3D model (JSmol)
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|Except where noted otherwise, data are given for|
materials in their standard state
(at 25 °C, 100 kPa)
Infobox disclaimer and references
Hydantoin, which is also known as glycolylurea, is a heterocyclic organic compound which can be thought of as a cyclic "double-condensation reaction" product of glycolic acid and urea. Its chemical structure, shown in the Table of Properties at right, is similar to imidazolidine except that the molecule has carbonyl groups in the number 2 and 4 positions in the ring. Imidazolidine is the hydrogen-saturated analogue of imidazole. Imidazole is a heterocyclic aromatic organic compound.
In a more general sense, hydantoins can refer to chemical compounds which have substituent groups bonded to a hydantoin ring "skeletal structure". For example, phenytoin (mentioned below) has two phenyl groups substituted onto the number 5 carbon in a hydantoin molecule.
Hydantoin was first isolated in 1881 by Adolf von Baeyer in the course of his study of uric acid. He obtained it by hydrogenation of Allantoin hence the name. Urech in 1873  synthesized the derivative 5-methylhydantoin from alanine sulfate and potassium cyanate in what is now known as the Urech hydantoin synthesis:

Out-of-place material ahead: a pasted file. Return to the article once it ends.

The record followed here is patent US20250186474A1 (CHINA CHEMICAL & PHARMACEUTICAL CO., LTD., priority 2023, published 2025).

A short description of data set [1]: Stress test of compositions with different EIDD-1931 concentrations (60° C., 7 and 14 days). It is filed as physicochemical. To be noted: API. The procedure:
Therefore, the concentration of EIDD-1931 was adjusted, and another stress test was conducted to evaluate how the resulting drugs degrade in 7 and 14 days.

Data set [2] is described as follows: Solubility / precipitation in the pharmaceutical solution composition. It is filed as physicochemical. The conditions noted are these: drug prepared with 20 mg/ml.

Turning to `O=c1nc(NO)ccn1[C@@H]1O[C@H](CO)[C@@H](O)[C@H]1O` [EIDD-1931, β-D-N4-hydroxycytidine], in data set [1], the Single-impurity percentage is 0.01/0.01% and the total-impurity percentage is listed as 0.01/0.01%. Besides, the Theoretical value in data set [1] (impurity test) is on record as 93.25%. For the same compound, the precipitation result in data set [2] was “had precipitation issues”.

The 5,5-dimethyl compound can also be obtained from acetone cyanohydrin (also discovered by Urech: see cyanohydrin reaction) and ammonium carbonate.. This reaction type is called the Bucherer-Bergs reaction  .
Halogenated analogues of hydantoin are used as chlorinating or brominating agents in disinfectant/sanitizer or biocide products. The three major halogenated derivatives are dichlorodimethylhydantoin (DCDMH), bromochlorodimethylhydantoin (BCDMH), and dibromodimethylhydantoin (DBDMH).
Hydantoin is used to synthesize the following anticonvulsants:
- PubChem Compound Summary: Hydantoin
- Hazard DB: Hydantoin
- NIH ChemIDPlus: Hydantoin
- Hydantoin - CAS 461-72-3 - Catalog of Chemical Suppliers
- The Chemistry of the Hydantoins.Elinor Ware Chem. Rev.; 1950; 46(3) pp 403 - 470; doi:10.1021/cr60145a001
- Urech, Ann., 165, 99 (1873).
- Organic Syntheses, Coll. Vol. 3, p.323 (1955); Vol. 20, p.42 (1940) Link.
- Bucherer and Steiner, J. prakt. Chem., 140, 291 (1934).
- Bergs, Ger. pat. 566,094 (1929) [C. A., 27, 1001 (1933)].